June 1: Tom Swift on the CW. I watched the pilot episode of the new series and was impressed by how much story it contained while also offering interesting character introductions and development. For now, I’m giving it a thumbs up.

June 2: The Access Guide to the Black Comic Book Community 2021-2022 is here. Its updated content woll help fans and professionals explore the vibrant Black comic culture. I wish there were similar guides for other comics communities.  

June 3: My LGBTQAI+ friends and readers. I thank you for the love and respect you have always shown me and for the insights you have shared with me. I will forever be one of you.

June 4: The Boys. The show has upped the dread and violence in its new season.  The Homelander is scarier and more twisted than ever, as are the corporate types. This wouldn’t normally be to my taste, but the quality of the series is undeniable.


June 5: The Monolith Monster. I saw this 1957 film as a kid and was disappointed there were no actual monsters. Svengoolie showed it on Saturday and, questionable science aside, I loved it. What a neat and unique sci-fi thriller.

June 6: A National Council on Race & Ethnicity session included Black Lightning: Cold Dead Hands on the syllabus for its Cultural Exploration and Social Change Through Comics and Superheroes course!

June 7: Larry Hama (Code Name: Creator) made a guest appearance on Collector’s Call and was mentioned several times during an episode featuring Allen Singleton’s incredible G.I. Joe collection. Well-deserved recognition for Hama’s work on the franchise.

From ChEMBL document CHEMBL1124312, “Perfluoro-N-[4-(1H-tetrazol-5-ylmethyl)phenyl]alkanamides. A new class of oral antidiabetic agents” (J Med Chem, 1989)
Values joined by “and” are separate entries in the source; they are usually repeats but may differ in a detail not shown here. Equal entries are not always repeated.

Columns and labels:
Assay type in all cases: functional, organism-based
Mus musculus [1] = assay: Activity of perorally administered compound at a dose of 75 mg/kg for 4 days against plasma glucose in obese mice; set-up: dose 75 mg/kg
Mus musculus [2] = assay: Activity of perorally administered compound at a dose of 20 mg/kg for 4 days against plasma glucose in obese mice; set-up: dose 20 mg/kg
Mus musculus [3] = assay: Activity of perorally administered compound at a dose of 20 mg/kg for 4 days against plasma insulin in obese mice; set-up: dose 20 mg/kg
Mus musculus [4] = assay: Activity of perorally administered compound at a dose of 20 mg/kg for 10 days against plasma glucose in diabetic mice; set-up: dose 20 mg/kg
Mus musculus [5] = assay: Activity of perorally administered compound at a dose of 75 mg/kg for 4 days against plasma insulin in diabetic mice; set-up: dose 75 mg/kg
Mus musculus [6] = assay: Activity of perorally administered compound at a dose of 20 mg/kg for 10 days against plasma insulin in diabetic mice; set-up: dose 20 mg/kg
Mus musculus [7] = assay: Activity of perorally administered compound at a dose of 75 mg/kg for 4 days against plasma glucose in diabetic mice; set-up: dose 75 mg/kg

June 8: Marvel’s June 1962. I squealed with delight when this was delivered to my house. This omnibus collects the first appearances of Spider-Man and Thor, as well as all the other Marvel comics from that month. More than 500 pages of goodness.  

June 9: Friday is Saintly Wife’s Barb’s last day as a full-timer at MetroHealth. The nurses at the Parma campus surprised her with this gift basket and celebration. She’ll work two days a week, but this is still a big deal.


June 10: Disney+’s Ms. Marvel. When I talk about core values being the most important thing in adapting comics to other media, this is what I mean. Quite different from the source material in many ways, but still the Kamala Khan we know and love.

June 11: Dark Horse’s Lady Killer Library Edition Volume 1. One of my favorite comics series of the past decade has been reprinted in an exquisite hardcover edition. I hope we haven’t seen the last of homemaker and assassin Josie Schuller.


June 12: Rising Boas in a Girls School. From YouTube, a fun Chinese (subtitled) movie. A giant snake and its aggressive posse attack a flight attendant school. Good characters. Non-stop action. A bit of humor. I loved this one big time.   

June 13: Netflix’s Stand Out: An LGBTQ+ Celebration. An hour-and-a-half of sometimes biting but always hilarious stand-up comedy from well over a dozen outstanding performers. It was joy and love for the community and its allies.

June 14: Jurassic World Dominion. An entertaining B movie with an A movie budget and cast, which was all I expected or needed from it. I especially loved seeing characters from the oldest and newest entries in the series having a team-up.

June 15: Marry Me. I enjoyed this often heartwarming and sometimes  hilarious Rom-Con starring the delightful Jennifer Lopez and Owen Wilson. I’d not heard of the Bobby Crosby graphic novel on which it was based, but I’m looking forward to reading it.


June 16: It’s 38 years and counting. Looking forward to many more to come.

June 17: Secret Identity by Alex Segura. I loved this mystery about murder in the comics industry in the 1970s. I didn’t love how some scenes triggered me. I’ll write about it soon, but I do recommend this novel to one and all.